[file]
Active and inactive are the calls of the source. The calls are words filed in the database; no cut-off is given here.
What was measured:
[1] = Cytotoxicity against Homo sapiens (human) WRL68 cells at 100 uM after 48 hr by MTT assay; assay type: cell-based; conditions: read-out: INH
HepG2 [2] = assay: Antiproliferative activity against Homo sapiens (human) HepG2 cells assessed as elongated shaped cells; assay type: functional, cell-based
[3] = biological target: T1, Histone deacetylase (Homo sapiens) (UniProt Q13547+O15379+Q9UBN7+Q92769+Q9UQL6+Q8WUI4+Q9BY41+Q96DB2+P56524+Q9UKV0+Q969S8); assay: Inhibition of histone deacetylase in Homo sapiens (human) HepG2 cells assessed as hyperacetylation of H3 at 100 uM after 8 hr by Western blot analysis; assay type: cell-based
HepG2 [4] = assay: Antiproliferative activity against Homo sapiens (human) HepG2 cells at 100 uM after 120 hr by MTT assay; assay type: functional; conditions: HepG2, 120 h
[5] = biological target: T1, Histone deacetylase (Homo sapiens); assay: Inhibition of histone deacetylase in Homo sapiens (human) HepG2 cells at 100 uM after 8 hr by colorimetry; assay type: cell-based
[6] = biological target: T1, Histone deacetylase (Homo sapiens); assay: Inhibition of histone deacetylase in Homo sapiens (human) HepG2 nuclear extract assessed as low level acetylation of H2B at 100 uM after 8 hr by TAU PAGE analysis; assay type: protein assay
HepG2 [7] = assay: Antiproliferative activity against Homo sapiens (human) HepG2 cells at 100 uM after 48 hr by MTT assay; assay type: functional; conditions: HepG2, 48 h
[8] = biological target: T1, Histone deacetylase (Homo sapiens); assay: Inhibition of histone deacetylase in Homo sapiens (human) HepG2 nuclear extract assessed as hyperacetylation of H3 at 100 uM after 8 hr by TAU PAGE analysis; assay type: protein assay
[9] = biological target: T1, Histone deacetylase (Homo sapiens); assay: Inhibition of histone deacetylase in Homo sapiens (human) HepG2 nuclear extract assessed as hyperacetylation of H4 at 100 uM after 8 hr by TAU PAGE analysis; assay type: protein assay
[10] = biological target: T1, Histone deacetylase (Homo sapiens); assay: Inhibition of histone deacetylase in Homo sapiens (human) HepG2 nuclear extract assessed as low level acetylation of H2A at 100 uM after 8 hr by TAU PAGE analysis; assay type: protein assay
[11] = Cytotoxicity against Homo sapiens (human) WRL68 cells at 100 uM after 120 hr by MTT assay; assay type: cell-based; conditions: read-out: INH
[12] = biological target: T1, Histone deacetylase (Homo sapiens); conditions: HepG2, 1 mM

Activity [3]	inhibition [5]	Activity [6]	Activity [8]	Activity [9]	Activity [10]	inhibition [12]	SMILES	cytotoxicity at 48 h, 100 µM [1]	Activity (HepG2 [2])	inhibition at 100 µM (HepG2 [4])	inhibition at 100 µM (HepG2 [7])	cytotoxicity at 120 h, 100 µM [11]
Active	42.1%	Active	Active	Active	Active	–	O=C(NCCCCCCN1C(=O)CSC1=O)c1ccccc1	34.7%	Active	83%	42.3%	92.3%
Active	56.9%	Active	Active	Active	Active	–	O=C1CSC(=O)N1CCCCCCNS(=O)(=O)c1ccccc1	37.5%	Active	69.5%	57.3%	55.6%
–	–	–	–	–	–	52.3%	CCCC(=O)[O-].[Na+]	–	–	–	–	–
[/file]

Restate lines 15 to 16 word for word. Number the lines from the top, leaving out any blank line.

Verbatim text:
Activity [3]	inhibition [5]	Activity [6]	Activity [8]	Activity [9]	Activity [10]	inhibition [12]	SMILES	cytotoxicity at 48 h, 100 µM [1]	Activity (HepG2 [2])	inhibition at 100 µM (HepG2 [4])	inhibition at 100 µM (HepG2 [7])	cytotoxicity at 120 h, 100 µM [11]
Active	42.1%	Active	Active	Active	Active	–	O=C(NCCCCCCN1C(=O)CSC1=O)c1ccccc1	34.7%	Active	83%	42.3%	92.3%